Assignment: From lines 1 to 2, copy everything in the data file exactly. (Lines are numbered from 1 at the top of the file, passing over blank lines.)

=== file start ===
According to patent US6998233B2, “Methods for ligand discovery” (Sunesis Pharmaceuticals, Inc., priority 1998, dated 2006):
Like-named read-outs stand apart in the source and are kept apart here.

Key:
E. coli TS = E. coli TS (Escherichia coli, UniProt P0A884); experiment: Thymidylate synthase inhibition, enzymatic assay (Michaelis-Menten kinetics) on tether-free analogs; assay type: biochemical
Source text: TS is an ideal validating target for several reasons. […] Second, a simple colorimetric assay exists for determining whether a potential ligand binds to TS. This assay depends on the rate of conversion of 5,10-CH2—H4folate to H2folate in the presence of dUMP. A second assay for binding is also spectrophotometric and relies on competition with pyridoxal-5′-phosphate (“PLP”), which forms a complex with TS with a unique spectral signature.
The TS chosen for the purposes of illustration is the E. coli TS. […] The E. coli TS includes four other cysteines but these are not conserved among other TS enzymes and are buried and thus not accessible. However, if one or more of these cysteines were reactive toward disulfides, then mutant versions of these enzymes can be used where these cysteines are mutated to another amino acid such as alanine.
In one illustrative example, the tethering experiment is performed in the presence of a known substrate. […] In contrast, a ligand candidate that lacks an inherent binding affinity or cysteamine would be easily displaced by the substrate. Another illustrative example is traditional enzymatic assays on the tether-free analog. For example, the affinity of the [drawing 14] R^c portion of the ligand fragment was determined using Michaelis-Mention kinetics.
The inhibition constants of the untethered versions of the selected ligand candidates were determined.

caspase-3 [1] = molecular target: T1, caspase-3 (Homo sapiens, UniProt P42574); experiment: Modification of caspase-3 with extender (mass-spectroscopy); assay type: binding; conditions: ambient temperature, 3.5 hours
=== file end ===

According to patent US6998233B2, “Methods for ligand discovery” (Sunesis Pharmaceuticals, Inc., priority 1998, dated 2006):
Like-named read-outs stand apart in the source and are kept apart here.